Why Are VW’s German Union Bosses Backtracking On Their Expansion Ultimatum Now?
There really is only one way to describe the rather sudden reversal of position among VW’s German union bosses on the potential expansion of VW’s Chattanooga plant…
Last Thursday, Bernd Osterloh, the head of the Volkswagen’s global works council and a member of the company’s supervisory board stated that expansion of VW’s Chattanooga plant would not hinge on unionization
of the plant’s employees:
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VW’s German Union May Be Violating U.S. Labor Laws. Will Obama’s NLRB Do Anything About It?
With Volkswagen employees delivering an anti-UAW petition
to management last Friday, the big battle over the UAW’s do-or-die efforts to unionize VW’s employees in Chattanooga, Tennessee is heating up.
Although VW employees have filed unfair labor practice charges with the National Labor Relations Board over the UAW’s deceptive card-signing tactics, it remains to be seen whether Barack Obama’s union appointees at the NLRB will address any union-related violations of VW employees’ rights.
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Were a majority of VW’s American workers coerced and threatened into signing UAW cards?
With its future hinging on unionizing the American factories of foreign automakers, the United Auto Workers has been desperately courting Volkwagen’s 2700 employees in Tennessee since 2011. According to news reports on Wednesday, a majority of Volkswagen AG’s employees in Chattanooga have signed union authorization cards indicating the desire “to join VW’s Global Works Council and supporting cooperative and collaborative relations with the company.” The | Read More »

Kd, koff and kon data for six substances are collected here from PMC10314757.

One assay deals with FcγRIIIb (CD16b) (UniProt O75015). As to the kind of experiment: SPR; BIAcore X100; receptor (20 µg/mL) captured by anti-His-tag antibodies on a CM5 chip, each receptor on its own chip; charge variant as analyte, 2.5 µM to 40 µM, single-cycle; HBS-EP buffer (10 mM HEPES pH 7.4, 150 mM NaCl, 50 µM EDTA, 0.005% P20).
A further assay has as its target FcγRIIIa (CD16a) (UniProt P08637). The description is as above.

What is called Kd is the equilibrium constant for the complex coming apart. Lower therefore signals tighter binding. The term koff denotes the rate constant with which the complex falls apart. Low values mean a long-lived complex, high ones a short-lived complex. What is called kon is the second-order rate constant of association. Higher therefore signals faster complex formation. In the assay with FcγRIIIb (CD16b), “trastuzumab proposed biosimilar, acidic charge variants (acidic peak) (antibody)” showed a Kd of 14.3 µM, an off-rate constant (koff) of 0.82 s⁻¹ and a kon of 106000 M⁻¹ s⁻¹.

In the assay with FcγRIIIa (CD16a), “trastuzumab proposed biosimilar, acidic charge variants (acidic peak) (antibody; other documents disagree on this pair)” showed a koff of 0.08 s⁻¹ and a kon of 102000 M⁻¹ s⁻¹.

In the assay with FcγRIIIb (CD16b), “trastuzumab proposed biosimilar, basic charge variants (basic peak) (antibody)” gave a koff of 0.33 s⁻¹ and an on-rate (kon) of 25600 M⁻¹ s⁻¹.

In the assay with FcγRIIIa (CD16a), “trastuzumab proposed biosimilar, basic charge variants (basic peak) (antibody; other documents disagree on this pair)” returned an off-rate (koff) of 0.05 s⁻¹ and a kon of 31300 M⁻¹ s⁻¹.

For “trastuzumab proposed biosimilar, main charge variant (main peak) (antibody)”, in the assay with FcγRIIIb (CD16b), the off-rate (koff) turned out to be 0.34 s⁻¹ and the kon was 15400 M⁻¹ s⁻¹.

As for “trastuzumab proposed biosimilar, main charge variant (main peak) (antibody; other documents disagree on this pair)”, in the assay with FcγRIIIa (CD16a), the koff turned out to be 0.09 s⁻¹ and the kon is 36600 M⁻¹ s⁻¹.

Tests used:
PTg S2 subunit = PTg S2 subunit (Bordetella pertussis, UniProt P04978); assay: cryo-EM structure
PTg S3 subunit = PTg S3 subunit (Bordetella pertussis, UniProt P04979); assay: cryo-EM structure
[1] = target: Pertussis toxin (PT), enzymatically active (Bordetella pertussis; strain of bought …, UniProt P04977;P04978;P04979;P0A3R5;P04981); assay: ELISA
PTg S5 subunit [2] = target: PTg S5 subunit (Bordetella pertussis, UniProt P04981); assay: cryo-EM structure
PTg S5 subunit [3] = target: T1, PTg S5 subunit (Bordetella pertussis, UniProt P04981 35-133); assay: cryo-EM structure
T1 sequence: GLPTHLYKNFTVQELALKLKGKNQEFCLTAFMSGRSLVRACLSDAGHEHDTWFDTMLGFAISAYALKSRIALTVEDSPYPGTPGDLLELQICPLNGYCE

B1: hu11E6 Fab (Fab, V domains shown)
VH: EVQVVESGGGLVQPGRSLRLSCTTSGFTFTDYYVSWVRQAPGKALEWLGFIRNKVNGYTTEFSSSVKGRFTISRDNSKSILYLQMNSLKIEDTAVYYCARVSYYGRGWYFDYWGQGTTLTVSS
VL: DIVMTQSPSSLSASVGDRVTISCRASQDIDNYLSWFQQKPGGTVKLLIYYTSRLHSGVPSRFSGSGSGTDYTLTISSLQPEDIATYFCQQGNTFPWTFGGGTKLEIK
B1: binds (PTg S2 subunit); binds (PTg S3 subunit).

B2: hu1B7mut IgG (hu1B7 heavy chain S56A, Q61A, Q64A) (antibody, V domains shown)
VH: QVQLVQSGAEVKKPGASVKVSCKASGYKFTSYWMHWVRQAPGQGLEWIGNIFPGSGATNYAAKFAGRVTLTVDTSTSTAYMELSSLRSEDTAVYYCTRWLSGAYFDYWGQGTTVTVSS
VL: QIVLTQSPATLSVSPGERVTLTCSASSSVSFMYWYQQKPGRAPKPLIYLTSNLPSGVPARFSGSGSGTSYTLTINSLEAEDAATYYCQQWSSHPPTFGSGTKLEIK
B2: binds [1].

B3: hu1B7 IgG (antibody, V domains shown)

Deutschland Meets Detroit: UAW partners with German union to launch all-out invasion of Mercedes & VW plants in U.S.
Not withstanding the UAW’s contribution to the decline of Detroit’s Big Three, it’s been more than two years since the UAW’s Bob King announced his union’s intent to “shame” foreign auto makers into unionizing their American workers through “blackmail.”
Moreover, it’s been nearly two years since the UAW’s King began talks with the German union IG Metal and VW’s works council.
With some set backs, to date, progress at unionizing foreign automakers’ U.S. operations has been slow going for Detroit’s most progressive union boss–to say the least.
Now, even as the UAW fights with its own employees, things have begun to heat up in the South.
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